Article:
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News

Social networking remains common in business despite risks.

McAfee : 07 November, 2007  (Technical Article)
McAfee research shows widespread use of social networking tools within the workplace even though they contravene many standard IT management good practices.
McAfee has released findings that only one in five businesses in Europe (21%) are blocking access to social networking sites such as Facebook and MySpace in spite of the fact that IT professionals are well aware they present new security dangers. Social networking sites sit alongside other technologies that IT professionals perceive as threats but do not or cannot limit access to; such as instant messenger and web-based email, suggesting IT departments are leaving themselves open to security risks due to more important business priorities.

"IT decision makers often have the difficult job of making a choice between what they know are serious security threats and other business priorities such as productivity and employee morale. This is where we see usage policies coming into play as a way to bridge the gap between what IT departments would like to block in an ideal world and what is functionally realistic," said Toralv Dirro, Security Strategist for McAfee Avert Labs.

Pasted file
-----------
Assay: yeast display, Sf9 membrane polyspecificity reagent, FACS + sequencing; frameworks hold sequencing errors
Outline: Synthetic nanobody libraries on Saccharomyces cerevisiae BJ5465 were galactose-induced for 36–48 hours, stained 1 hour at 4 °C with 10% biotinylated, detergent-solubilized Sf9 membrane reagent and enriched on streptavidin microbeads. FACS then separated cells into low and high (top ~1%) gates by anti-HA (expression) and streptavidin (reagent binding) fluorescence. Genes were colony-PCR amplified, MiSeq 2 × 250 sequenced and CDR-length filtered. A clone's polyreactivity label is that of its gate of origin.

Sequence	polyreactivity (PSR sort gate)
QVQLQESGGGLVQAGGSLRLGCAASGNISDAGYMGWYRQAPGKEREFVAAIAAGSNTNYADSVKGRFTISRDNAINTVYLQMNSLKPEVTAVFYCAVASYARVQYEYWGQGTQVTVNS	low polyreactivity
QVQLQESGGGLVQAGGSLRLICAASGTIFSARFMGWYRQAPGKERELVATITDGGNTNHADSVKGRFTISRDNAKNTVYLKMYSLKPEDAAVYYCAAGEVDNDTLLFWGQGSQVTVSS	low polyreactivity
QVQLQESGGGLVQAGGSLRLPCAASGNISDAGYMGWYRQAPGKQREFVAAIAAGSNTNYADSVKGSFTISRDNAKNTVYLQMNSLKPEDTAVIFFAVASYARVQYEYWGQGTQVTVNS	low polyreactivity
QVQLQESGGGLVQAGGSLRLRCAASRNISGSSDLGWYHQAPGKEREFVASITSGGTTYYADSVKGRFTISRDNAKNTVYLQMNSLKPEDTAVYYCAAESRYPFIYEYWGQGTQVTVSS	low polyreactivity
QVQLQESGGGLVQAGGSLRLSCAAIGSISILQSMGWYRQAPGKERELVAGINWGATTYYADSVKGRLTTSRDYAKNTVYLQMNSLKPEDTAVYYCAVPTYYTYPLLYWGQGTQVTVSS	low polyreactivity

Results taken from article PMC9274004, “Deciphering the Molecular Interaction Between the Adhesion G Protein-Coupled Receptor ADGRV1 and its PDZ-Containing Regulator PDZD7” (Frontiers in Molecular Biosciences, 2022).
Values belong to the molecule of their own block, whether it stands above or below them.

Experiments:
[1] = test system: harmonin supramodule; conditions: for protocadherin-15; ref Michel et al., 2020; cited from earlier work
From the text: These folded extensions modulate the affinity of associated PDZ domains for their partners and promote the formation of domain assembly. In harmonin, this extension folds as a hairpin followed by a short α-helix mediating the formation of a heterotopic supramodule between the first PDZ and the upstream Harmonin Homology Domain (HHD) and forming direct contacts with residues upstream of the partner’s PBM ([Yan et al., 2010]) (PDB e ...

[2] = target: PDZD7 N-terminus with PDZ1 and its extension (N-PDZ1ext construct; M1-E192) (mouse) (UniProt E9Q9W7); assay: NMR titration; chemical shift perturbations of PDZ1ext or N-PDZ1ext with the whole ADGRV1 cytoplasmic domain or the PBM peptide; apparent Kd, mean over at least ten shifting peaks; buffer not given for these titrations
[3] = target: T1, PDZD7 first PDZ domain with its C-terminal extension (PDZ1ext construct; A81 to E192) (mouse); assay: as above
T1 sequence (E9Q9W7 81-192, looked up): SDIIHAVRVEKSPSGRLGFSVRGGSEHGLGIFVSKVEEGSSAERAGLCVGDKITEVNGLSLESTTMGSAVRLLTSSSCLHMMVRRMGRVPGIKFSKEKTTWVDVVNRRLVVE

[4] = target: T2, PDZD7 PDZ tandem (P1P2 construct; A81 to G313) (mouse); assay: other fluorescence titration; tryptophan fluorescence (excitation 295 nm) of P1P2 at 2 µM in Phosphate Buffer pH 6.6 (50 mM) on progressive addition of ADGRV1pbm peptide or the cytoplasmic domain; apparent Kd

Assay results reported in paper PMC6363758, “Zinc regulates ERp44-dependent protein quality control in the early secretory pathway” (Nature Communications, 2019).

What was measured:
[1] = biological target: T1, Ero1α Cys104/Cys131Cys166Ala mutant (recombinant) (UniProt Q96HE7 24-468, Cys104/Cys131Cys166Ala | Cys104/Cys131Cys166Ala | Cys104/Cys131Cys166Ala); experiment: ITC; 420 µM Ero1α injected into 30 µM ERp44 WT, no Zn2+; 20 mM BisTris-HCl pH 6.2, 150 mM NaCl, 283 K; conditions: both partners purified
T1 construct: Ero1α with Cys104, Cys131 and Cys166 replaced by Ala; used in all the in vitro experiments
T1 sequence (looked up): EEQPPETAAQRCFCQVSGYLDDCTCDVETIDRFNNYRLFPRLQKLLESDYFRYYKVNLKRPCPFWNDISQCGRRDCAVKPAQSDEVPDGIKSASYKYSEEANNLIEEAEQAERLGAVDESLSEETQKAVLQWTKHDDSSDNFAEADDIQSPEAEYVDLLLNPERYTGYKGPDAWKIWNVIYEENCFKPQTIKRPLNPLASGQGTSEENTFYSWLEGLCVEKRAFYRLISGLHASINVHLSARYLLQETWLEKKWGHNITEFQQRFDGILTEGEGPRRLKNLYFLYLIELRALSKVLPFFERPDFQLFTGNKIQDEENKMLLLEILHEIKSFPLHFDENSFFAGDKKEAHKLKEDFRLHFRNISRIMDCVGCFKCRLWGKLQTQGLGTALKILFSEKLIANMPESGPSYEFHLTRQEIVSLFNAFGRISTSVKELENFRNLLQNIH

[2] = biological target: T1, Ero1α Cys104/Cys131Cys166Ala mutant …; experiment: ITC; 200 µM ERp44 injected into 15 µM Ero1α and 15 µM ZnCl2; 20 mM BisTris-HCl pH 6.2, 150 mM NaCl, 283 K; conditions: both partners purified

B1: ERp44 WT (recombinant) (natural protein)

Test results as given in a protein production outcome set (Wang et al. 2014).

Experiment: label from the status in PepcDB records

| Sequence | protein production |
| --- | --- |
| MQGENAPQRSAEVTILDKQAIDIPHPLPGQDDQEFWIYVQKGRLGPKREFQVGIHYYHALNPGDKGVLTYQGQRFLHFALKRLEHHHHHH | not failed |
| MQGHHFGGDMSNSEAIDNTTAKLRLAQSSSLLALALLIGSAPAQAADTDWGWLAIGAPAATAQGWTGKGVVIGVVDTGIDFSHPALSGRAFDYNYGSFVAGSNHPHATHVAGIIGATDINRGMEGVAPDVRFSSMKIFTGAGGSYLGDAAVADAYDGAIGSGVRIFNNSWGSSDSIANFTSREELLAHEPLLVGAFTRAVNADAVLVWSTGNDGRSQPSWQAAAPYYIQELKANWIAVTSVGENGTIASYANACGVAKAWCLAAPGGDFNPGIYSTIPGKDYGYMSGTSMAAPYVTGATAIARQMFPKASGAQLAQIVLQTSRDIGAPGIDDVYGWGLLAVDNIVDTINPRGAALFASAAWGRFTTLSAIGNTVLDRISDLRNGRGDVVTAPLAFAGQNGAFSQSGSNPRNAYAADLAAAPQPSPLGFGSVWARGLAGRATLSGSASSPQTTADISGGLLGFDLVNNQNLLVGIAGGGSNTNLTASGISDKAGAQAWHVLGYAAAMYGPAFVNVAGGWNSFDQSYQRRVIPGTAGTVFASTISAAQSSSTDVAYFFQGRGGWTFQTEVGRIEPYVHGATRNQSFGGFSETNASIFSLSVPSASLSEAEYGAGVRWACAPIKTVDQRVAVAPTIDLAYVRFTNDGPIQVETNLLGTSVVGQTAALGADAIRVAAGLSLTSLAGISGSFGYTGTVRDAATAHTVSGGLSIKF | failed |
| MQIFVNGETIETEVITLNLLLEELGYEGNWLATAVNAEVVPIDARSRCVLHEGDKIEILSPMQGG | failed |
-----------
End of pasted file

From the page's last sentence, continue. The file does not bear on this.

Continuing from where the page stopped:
Music downloads and Internet dating sites are the only sites featured on both the blocked and threat lists. The most commonly blocked technologies are Internet dating (36%), music downloads (36%), online music communities (24%), video content (24%) and online radio (23%). However, the technologies perceived to be most dangerous are music downloads (58%), Internet dating (56%), instant messenger (53%), social networking sites (48%) and web-based email (46%). These findings are indicative of the ongoing balancing act that IT decision makers face on a daily basis.

The attitudes towards blocking access to various technologies differ across Europe. Findings revealed Sweden is the most lenient with 57% of IT professionals not limiting access for their employees. The UK came out as the strictest in Europe with just 28% not locking access.

The driving reason for most IT professionals to be concerned about these technologies is that they believe them to spread viruses (57%) and encourage spam (54%). Ultimately, those polled believe this could have a significant financial risk, citing downtime and fraud as their top concerns should IT security be breached.

McAfee advises IT professionals to assess the dangers and employ usage policies combined with security software to limit the business' exposure to threats whilst still delivering technologies that meet the business' productivity needs.
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